In the National Catholic Register, writer Pat Archbold opines, “Rutgers University Professor Helen Fisher, of the Center for Human Evolution Studies, has written for Oprah Magazine and [on November 17] was on the Joy Behar Show talking about women making the choice to be childless. She described having lots of children as littering.”
Fisher told Behar that the problem with having children is that there are far too many people on the planet and those who make the choice to be childless are actually doing a great service to the world. Obviously Behar agrees with this attitude, as the same show also featured Laura Scott, creator of the “Childless by Choice Project,” and author Rachel Shukert.
Joy Behar is best known for her participation on Barbara Walters’ The View. In my opinion, Behar’s personal perspective is frighteningly close to that of the Margaret Sanger wing of the eugenics movement.
For example, in a November 2009 segment of Behar’s show, entitled “Addicted to having babies?” she interviewed Rachel Scott of QuiverFull—a ministry devoted to encouraging and supporting large families. Scott, author of Birthing God’s Mighty Warriors, handled herself very well, even when Behar asked her if she thought that having “too many” children is selfish.
The underlying philosophical theme among women who believe that women should not have multiple children is that there are fundamentally sound reasons for choosing not to bear children and absolutely detestable reasons for choosing to have a large family.
National Catholic Register’s Tim Drake addressed this same flawed thought process in his blog, “If you follow the logic of some scientists and environmentalists” you would come to the conclusion that indeed it is a crime to have many children. He was referring, in particular, to Oregon State researcher Paul Murtaugh’s claim that, “In the United States the carbon legacy and greenhouse gas impact of an extra child is almost 20 times more important than … driving a high mileage car, recycling or using energy-efficient appliances and light bulbs.”
In other words, if you buy into this type of hype intellectually, you will soon believe that you are literally doing a service to mankind by choosing not to have children—which is precisely what the population control movement has been preaching for years and years. Like Sanger, Behar, Fisher and others, the overriding theme is that reproductive choices should be made in such a way that children are not born into this world but eliminated so that the environment can flourish.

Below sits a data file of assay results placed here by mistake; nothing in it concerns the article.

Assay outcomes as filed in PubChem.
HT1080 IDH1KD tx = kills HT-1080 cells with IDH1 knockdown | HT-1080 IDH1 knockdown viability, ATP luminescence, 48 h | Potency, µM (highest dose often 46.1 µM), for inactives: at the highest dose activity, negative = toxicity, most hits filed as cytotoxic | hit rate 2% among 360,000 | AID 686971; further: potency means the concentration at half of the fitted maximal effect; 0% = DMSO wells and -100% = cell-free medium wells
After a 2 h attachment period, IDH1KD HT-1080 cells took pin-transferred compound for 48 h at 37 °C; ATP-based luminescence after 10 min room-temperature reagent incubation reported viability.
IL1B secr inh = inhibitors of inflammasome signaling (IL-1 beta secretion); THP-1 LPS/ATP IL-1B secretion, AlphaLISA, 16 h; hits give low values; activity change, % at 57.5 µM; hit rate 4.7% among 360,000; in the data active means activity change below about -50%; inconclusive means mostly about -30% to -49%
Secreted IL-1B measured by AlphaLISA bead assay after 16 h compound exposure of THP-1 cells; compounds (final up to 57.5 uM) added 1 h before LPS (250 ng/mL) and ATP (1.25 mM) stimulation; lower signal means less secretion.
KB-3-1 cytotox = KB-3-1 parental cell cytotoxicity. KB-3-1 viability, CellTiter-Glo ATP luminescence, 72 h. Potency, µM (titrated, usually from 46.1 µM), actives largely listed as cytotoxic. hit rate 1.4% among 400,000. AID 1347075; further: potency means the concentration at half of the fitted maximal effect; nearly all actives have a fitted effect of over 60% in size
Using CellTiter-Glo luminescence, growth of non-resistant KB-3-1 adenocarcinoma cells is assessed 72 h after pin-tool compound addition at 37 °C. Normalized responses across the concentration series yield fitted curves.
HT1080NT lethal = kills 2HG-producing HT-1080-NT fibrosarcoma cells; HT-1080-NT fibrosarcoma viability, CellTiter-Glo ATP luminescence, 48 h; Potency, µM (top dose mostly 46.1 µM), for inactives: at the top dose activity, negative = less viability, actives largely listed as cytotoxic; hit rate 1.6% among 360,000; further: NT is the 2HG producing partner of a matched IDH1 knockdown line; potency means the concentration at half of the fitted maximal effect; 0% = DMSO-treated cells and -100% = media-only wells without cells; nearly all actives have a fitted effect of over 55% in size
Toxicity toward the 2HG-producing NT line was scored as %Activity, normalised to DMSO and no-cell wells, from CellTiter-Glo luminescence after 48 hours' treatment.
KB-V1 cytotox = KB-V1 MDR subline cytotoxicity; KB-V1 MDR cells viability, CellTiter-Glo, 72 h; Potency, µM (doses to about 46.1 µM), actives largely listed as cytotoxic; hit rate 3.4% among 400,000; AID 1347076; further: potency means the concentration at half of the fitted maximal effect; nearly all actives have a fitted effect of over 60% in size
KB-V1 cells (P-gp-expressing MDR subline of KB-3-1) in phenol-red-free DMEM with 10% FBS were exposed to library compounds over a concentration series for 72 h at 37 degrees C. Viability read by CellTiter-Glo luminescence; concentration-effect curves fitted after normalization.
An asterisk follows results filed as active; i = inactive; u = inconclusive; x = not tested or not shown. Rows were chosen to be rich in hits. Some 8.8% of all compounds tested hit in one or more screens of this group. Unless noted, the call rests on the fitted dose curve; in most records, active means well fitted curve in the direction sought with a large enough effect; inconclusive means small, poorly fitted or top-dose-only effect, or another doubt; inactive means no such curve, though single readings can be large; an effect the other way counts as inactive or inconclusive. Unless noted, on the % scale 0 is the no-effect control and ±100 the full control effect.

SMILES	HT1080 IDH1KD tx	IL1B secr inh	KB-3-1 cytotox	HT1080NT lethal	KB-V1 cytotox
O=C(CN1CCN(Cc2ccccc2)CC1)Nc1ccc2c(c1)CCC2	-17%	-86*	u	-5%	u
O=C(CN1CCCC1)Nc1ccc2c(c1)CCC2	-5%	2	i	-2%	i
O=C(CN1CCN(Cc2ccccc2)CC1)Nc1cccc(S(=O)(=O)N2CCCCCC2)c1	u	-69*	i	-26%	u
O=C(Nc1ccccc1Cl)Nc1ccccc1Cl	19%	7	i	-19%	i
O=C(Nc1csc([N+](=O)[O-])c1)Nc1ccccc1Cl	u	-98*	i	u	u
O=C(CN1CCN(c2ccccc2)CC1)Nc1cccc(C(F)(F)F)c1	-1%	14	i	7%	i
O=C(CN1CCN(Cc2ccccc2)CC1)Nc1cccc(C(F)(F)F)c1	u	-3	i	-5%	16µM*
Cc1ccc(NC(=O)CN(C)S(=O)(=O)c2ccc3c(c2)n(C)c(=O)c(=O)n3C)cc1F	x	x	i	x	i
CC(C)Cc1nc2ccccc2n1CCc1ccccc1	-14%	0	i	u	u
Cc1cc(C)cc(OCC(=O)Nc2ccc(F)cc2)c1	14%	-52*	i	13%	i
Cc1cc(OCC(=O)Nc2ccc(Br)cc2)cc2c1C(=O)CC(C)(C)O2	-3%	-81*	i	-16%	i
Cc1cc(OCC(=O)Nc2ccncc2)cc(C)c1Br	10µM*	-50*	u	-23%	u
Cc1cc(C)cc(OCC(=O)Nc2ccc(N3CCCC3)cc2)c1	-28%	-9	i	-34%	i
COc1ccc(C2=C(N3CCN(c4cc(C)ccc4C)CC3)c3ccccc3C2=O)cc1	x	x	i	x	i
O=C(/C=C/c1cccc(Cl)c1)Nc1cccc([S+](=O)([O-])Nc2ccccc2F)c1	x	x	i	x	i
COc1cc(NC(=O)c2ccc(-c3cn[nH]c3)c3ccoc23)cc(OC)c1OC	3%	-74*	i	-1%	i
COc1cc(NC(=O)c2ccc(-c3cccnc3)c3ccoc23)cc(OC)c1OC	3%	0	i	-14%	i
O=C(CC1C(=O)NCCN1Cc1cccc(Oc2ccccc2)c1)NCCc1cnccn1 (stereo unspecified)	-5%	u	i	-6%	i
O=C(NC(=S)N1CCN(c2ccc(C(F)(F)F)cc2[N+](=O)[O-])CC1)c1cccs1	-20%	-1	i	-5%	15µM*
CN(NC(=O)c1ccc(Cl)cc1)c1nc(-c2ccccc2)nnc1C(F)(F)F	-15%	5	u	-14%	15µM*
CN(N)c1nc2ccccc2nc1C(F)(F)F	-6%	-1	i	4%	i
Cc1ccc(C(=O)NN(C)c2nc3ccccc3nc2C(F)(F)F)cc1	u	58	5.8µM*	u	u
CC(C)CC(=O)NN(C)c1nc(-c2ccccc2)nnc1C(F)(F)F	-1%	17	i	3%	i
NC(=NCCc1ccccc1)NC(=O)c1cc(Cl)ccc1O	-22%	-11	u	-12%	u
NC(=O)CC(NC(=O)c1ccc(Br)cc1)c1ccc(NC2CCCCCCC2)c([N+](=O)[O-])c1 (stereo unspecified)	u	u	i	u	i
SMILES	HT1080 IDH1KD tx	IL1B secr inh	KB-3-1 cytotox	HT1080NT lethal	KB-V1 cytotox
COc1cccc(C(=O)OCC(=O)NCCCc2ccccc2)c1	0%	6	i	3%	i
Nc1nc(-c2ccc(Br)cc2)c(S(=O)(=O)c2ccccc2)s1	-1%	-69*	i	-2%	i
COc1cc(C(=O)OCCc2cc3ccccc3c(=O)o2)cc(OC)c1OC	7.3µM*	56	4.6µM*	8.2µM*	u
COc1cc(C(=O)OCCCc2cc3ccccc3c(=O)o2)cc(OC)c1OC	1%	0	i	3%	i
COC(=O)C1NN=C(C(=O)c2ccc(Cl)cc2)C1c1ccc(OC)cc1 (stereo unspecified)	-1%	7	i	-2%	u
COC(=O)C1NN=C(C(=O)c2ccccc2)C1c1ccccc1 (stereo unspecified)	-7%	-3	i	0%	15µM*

Even though this propaganda may focus more concern on plants and fish than on families and sound social policies that encourage large families, the facts do not bear out. All one needs to do is take a close look at Japan, where years of freely available abortion and shrinking family size are today resulting in a growing concern as the Japanese population ages and the workforce shrinks. Trees, plants and animals do not contribute to economic growth, but killing children prior to birth has countless long-term negative consequences.
Demographer Dennis Howard writes, “Unless we end abortion soon, the U.S. faces a long-term economic decline that could prove far worse than the Great Depression.”
Indeed, the challenge before mankind is quite simple. Society must choose between talk of carbon footprints, freedom from children and disdain for large families and affirming the human person as a positive and undeniable resource. There is hope in the family, because without it nothing else will flourish.
This is why we embrace a joyous attitude as pro-child Americans. We agree with the wisdom of Pope Benedict XVI who took note of the growing “demographic deficit” and said on one occasion, “With the Lord there is prosperity and fruitfulness, a family rich with children and serenity, a city well supplied and protected, free from fears and insecurities.”
The crime is killing our future; the antidote is large families.